Assistant Professor David Minh received a grant award for $337,373 from the National Institutes of Health for his project entitled “Sound-stage Virtual Screening Based on Implicit Ligand Theory.” With this grant, he plans to develop new computational tools that will make faster and more accurate predictions about interactions between proteins and small molecules. The tools will be useful for drug discovery and understanding how chemicals influence human biology.
Virtual screening of chemical libraries is a common starting point for discovering ligands, such as drug leads. The primary tool for virtual screening is molecular docking, which is fast but makes a number of serious approximations about how small molecules interact with proteins. Methods based on rigorous statistical physics are much slower and more accurate. Minh has derived a new statistical physics theory for binding that is based on multiple rigid structures of a receptor: implicit ligand theory. Computational methods based on this theory have the potential to carefully compromise between the speed of docking and the accuracy of other rigorous methods.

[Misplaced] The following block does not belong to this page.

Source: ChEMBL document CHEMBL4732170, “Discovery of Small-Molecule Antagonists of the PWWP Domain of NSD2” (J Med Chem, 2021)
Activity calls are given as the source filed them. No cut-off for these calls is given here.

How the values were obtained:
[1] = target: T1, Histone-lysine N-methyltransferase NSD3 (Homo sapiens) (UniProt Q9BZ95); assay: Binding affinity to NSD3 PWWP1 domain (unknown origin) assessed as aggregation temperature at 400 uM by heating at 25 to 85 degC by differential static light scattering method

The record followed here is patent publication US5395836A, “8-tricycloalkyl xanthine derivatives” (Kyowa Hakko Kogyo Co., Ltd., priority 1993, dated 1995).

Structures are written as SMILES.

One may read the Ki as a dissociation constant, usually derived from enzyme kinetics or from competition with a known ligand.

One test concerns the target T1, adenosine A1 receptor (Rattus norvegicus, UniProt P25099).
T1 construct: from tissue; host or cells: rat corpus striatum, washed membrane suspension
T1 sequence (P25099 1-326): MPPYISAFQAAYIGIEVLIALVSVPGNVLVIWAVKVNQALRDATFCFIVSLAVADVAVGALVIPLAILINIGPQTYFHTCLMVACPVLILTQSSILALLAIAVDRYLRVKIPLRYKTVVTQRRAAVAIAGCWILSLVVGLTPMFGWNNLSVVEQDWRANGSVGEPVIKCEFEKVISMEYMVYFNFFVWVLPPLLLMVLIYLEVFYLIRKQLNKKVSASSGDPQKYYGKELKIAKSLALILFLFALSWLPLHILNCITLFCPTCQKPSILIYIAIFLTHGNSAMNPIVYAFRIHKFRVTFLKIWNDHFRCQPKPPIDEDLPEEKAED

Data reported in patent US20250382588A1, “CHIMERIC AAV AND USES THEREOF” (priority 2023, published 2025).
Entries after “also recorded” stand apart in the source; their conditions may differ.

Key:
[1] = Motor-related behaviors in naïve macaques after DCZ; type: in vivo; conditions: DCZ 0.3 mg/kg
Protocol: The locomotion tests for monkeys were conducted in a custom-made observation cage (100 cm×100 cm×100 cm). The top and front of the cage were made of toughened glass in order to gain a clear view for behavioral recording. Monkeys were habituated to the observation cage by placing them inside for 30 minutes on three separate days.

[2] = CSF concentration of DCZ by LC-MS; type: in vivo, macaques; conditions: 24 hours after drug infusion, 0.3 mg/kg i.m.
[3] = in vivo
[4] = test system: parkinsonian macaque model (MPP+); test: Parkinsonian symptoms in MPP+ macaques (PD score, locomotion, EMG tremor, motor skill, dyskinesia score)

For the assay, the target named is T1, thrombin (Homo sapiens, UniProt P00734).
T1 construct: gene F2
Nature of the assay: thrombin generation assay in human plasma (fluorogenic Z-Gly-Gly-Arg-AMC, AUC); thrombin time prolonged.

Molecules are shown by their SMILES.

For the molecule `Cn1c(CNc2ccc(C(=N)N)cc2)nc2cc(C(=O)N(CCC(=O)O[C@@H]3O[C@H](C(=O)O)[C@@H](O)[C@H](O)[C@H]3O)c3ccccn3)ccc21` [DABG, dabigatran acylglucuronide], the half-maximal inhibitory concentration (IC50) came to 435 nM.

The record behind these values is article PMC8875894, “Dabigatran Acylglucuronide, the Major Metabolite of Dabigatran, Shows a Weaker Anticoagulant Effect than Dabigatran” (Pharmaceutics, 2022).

In this project, Minh and his team plan to develop and assess computational tools to predict whether a molecule will bind to a protein or not, how tightly it binds, and where it binds. Specifically, they will first test whether binding to a single rigid structure is sufficient to distinguish active from inactive molecules. They will then assess the ability of different molecular simulation methods to generate receptor structures relevant to ligand binding and lead to accurate binding affinity predictions. Last, they will develop algorithms to rank binding poses based on their theory. Minh anticipates that their methods will be used in the second stage of a virtual screen; after docking millions of compounds using a more inaccurate method, their method can then be used to rank several thousand of the best molecules from the previous method. From there, a few dozen can be tested in the lab.